Area Forecast Discussion
Issued by NWS Topeka, KS

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000
FXUS63 KTOP 160847
AFDTOP

Area Forecast Discussion
National Weather Service Topeka KS
347 AM CDT Wed Aug 16 2017

.SHORT TERM...(Today and tonight)
Issued at 347 AM CDT Wed Aug 16 2017

A mid level trough axis currently stretches from CO to ND and is
responsible for a cold front advancing southward through NE and
western KS this morning. Widespread convection developed along the
front last evening, which has evolved into a large scale MCS. The
mucape ahead of the MCS is around 2000 j/kg and a strong low level
jet has set up over central KS. A well established cold pool is also
supporting the eastward progression. An additional area of
isentropic lift and moisture convergence is aiding storm development
across southeast KS. This area of lift is expected to move
northeastward over eastern KS this morning, and storm coverage
should expand over the next few hours. The HRRR is resolving the
current MCS and shows it somewhat maintaining strength as it moves
across the forecast area through the remainder of the morning. Also,
the low level jet is expected to veer during the late morning hours,
which could continue supporting new convection above the cold pool.
Other 00z CAMs did not resolve the convection as well therefore are
struggling with the current trends. Brief periods of moderate rain
and gusty winds will be possible as the storms pass through
especially in north central KS.

The main question for today will be how much precipitation and cloud
cover lingers across the area before the front pushes through. As of
now a majority of the models are hinting at some clearing in the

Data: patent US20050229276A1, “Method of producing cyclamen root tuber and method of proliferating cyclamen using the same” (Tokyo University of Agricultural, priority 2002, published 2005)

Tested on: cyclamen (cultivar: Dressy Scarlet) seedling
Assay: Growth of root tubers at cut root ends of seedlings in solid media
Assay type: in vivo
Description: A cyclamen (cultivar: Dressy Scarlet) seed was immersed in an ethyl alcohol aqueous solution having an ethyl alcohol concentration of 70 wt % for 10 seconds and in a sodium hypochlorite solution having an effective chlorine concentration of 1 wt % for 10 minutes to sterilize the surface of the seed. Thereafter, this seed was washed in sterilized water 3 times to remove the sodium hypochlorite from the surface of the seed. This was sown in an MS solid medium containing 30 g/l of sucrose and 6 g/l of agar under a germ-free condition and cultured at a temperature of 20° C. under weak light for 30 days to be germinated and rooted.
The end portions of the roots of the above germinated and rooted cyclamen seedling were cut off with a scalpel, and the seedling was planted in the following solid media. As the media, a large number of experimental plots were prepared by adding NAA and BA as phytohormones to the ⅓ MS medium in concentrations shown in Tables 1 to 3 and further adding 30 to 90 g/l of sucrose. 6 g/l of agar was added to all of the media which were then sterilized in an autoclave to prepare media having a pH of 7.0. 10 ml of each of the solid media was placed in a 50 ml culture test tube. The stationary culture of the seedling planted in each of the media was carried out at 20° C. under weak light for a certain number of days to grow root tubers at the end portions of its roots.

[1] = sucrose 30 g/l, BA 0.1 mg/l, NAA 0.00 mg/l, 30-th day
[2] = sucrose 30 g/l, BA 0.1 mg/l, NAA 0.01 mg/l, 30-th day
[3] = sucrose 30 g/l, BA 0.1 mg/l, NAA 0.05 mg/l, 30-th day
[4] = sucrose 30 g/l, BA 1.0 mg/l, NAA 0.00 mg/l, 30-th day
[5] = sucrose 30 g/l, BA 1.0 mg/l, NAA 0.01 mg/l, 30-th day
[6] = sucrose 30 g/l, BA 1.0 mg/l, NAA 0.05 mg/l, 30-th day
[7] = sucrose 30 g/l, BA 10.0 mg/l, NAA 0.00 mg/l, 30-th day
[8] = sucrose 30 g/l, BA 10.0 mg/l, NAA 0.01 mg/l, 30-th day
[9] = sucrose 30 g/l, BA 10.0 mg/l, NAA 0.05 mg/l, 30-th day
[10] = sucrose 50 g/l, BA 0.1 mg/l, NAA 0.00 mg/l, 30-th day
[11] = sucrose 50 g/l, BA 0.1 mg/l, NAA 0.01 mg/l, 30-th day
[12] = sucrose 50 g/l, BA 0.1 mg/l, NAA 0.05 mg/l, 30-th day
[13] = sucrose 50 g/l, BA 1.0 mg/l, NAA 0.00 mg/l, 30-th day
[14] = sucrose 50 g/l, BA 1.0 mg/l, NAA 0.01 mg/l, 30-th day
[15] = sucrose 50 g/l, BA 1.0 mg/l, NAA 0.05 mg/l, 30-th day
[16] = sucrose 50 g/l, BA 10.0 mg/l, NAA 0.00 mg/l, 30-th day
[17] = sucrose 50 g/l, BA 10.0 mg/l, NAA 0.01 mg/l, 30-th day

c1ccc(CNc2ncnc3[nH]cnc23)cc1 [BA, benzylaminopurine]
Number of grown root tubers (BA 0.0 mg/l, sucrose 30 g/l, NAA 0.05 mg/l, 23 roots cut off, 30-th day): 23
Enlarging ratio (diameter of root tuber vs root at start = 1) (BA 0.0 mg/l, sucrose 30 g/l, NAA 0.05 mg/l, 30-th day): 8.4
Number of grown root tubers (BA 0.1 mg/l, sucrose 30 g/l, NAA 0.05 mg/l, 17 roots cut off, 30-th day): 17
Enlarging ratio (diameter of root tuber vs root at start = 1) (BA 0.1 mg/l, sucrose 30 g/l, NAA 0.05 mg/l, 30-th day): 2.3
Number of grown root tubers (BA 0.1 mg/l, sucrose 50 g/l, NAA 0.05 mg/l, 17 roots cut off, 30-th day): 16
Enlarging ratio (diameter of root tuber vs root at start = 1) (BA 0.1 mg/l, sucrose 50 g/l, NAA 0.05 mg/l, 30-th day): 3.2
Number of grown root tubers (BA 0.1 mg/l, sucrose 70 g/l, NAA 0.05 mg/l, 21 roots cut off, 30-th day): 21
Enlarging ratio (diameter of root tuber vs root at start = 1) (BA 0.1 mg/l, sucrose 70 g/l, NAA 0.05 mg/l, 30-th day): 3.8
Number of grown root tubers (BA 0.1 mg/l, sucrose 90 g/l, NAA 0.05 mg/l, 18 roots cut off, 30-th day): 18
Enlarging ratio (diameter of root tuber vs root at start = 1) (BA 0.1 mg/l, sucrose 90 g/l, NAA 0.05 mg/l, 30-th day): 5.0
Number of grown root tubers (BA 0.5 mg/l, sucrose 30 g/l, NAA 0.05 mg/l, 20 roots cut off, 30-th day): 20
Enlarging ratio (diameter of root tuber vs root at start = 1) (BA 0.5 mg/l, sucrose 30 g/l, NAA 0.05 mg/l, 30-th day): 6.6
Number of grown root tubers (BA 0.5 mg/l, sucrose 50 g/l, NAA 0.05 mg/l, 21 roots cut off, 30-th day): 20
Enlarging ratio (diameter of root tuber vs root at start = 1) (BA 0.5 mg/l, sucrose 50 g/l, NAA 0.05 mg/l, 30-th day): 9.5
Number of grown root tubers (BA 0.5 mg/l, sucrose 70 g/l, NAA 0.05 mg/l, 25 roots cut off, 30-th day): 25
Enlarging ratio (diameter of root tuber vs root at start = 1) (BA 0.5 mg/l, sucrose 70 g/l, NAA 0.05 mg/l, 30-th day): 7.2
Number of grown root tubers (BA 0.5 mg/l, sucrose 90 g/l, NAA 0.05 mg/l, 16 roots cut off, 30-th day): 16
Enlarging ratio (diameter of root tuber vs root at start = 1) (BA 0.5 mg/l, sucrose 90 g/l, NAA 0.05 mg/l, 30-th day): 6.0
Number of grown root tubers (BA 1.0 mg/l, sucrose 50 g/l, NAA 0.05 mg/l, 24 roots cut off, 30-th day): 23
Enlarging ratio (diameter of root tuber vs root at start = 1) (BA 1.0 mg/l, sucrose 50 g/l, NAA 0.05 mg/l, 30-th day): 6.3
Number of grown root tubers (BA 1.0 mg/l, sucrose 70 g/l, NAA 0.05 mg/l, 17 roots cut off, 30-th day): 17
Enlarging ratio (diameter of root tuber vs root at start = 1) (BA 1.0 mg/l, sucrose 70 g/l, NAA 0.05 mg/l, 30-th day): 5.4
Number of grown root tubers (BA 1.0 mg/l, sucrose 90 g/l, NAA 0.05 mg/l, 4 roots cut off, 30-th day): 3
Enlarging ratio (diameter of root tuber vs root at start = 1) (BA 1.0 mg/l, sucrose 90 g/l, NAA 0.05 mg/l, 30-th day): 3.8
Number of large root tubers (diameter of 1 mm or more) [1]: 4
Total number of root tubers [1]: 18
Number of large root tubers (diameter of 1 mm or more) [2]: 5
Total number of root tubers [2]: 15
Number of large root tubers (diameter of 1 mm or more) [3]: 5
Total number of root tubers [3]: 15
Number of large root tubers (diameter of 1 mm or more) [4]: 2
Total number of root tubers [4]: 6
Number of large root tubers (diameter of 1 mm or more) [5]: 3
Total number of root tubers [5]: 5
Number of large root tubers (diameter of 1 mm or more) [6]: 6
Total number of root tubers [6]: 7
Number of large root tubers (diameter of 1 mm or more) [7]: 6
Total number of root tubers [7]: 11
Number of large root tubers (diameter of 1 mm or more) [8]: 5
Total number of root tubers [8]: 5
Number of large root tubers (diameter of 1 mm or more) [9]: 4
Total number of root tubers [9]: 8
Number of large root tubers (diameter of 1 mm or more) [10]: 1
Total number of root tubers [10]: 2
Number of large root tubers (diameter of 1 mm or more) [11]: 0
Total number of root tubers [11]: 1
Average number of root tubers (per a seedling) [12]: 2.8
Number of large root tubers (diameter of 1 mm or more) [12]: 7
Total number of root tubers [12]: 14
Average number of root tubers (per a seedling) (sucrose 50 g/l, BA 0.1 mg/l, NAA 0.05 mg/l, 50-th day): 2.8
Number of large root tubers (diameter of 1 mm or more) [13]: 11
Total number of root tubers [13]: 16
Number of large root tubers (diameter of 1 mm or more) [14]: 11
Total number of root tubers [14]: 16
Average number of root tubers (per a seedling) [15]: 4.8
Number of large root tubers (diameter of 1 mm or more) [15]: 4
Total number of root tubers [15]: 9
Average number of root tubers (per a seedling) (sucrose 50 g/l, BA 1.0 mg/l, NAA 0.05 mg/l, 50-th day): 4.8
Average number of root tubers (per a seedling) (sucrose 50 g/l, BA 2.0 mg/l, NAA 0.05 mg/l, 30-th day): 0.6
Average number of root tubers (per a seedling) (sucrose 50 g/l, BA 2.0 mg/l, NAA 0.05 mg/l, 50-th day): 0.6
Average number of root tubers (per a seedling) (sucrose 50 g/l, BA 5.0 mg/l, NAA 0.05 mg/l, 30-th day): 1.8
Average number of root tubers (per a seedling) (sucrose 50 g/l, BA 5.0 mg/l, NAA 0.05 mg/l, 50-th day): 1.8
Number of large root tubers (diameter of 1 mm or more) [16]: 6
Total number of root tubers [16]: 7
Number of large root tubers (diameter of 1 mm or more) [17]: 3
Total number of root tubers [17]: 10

early afternoon allowing for the environment to destabilize ahead of
the front. If an MCV from the current MCS were to move over eastern
KS the timing could be such that subsidence behind the wave could
aid in clearing skies. With the lower to mid 70s dew points in place
and modest mid level lapse rates mucape is forecasted to reach 2,500-
3,000 j/kg. With the mid level trough progressing over the plains
expect deep layer shear around 30-35 kt. This mid level trough could
also provide the lift along with the front needed to break any cap
in place. Model consensus for storm development would be around 3-5
pm mainly along a line from Abilene to Marysville. Initially the
storms may be discrete and supercellular, but given the deep layer
shear vector is parallel to the front storms will likely evolve into
a linear complex. Large hail will be the a threat early in storm
evolution, but damaging wind gusts will be the primary threat
through the late afternoon and evening. The threat for severe storms
seems to be supported by the WRF ensembles and HRRR time lagged
probabilities for decent updraft helicity, and 10 m gusts greater
that 50 kt. The low level directional shear is marginal at best so
the tornado threat is rather low as compared to the backed flow
across IA closer to the low pressure. Sufficient moisture will lead